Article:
U.S. MNO Verizon Wireless has announced that starting on 3 November it is removing restrictions on video speeds for subscribers to its unlimited-data plans. In late August, the operator imposed limits on video streaming, with the lower-priced GoUnlimited offering 480p and the higher-priced BeyondUnlimited offering 780p. The 1080p speed was no longer available on any smartphones, even those with the capability of accommodating it; only on tablets would subscribers be able to access 1080p video. Now Verizon is allowing video streaming up to the maximum possible for any given device, as a plan add-on, at the cost of US 10.00 per month.
While the cost of this add-on will not break the bank for high-end users already paying for “unlimited” data and running sophisticated devices, it may annoy some, in that the operator is now charging customers for a service that was free and taken for granted only several months ago. Presumably Verizon heard complaints from users about lower video quality due to speed limits, but rather than simply restoring them it decided to impose a charge. The charge could have the positive effects for the operator such as bringing in revenue, discouraging network congestion, or both, but it could also create some bad publicity for it.
Criticism of U.S. operators for plans that are advertised as “unlimited” but actually contain limits has been ongoing for a while now, and U.S. regulators have warned them not to throttle ordinary data speeds. Limiting video quality (“DVD-quality” versus various degrees of “HD”) is in a different category, but the practice nonetheless strikes many consumers as undesirable. With continuous increases in smartphone quality, more and more users are watching video on these devices, and demand for a high-quality moving image is increasing accordingly. Therefore, charging for a feature that used to be free is an issue that will affect a significant number of customers and so could have a negative effect on perceptions of Verizon.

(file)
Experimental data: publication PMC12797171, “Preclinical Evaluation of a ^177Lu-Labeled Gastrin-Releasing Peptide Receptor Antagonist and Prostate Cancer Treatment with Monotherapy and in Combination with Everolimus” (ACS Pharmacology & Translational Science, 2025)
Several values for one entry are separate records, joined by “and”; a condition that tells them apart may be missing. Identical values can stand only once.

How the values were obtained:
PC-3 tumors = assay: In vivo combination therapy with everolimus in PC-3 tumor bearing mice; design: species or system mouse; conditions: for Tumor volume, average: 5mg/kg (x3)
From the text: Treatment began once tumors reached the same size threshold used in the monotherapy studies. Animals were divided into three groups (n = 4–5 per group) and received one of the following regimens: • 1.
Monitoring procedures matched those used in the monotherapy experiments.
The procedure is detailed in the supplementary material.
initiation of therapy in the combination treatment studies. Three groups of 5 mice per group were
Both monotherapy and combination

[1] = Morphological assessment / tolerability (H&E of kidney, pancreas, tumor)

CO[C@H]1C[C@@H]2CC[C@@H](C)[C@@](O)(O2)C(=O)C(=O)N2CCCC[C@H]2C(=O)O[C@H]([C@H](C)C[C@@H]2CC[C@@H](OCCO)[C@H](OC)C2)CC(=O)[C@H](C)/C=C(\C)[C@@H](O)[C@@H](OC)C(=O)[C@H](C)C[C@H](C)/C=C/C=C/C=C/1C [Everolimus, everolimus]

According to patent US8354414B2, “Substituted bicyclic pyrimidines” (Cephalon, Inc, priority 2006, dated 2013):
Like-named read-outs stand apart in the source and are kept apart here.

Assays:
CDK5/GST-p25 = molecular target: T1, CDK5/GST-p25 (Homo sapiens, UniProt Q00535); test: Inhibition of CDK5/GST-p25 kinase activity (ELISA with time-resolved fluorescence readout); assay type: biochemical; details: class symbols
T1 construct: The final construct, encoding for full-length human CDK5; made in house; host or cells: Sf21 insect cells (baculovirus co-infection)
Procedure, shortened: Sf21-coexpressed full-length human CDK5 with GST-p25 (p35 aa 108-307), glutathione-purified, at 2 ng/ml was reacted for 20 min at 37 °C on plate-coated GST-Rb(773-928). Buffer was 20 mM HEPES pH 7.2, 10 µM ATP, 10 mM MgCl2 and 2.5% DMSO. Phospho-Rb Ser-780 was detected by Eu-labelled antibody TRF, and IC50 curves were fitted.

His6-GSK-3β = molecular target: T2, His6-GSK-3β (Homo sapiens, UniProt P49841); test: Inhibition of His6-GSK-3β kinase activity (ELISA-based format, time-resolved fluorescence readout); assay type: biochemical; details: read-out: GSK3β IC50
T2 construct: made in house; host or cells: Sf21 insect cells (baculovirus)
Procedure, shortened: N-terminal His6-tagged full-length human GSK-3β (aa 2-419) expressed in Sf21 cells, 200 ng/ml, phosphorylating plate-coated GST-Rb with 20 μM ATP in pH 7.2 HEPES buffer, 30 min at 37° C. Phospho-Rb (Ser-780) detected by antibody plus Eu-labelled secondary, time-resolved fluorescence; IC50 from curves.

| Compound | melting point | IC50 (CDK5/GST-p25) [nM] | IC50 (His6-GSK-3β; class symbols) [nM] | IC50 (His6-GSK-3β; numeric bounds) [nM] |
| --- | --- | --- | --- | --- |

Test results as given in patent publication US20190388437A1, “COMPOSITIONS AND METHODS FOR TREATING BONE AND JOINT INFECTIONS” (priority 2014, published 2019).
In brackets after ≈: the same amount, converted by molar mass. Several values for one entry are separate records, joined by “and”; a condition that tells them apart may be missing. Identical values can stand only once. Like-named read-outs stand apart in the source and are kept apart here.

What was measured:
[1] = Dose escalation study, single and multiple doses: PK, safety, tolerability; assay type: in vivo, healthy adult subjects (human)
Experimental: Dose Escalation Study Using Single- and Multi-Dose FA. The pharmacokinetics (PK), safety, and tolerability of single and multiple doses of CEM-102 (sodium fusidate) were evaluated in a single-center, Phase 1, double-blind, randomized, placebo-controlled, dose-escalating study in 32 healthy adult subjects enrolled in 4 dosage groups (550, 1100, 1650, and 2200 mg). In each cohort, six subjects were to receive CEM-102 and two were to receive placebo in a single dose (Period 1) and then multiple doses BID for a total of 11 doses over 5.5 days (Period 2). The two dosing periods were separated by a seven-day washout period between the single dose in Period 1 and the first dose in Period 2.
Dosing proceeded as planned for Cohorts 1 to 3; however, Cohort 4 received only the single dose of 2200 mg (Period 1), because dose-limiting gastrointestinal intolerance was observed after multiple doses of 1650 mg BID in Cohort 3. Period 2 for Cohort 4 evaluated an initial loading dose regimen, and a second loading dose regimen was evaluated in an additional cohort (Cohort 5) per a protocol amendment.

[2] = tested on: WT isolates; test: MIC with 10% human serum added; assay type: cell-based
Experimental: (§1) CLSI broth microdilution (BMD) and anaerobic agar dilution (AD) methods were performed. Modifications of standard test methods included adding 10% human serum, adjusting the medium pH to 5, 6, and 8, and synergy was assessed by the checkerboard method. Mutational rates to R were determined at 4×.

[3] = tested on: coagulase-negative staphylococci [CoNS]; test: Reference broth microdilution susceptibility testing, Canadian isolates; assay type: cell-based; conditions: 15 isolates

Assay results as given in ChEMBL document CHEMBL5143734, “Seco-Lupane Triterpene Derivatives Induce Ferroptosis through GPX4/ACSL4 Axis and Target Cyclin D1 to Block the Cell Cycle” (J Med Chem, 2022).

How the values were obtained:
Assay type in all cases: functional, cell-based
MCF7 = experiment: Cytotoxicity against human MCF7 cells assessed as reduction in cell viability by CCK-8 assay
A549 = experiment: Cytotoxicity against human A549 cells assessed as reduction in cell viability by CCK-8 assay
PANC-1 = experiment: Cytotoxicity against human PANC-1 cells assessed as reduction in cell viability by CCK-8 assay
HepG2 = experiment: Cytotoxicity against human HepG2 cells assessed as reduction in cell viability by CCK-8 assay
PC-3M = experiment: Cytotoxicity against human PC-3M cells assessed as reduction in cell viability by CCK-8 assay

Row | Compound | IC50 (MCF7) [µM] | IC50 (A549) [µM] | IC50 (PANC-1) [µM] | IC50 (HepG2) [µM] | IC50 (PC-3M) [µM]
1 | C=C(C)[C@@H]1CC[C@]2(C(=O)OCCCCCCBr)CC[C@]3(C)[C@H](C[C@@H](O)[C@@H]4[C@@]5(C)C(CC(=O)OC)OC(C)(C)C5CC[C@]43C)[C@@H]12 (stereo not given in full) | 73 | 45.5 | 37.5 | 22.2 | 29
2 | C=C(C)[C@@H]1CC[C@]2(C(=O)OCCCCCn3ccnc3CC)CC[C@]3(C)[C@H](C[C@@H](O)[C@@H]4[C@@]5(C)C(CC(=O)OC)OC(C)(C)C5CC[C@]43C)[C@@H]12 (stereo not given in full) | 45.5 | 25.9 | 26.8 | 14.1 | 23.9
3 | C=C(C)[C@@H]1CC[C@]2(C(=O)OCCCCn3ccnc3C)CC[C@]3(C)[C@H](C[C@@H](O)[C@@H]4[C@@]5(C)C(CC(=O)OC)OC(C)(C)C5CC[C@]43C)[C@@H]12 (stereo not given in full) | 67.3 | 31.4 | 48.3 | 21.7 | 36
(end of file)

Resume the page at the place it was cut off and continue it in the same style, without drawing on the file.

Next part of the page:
On the other hand, Verizon is not alone in charging extra for high-definition video streaming. AT&T, T-Mobile and Sprint all do so, and the pricing is comparable to Verizon’s. Perhaps, then, unlimited access to video speed at no extra charge is a thing of the past, and U.S. customers will simply have to get used to paying extra for the highest quality.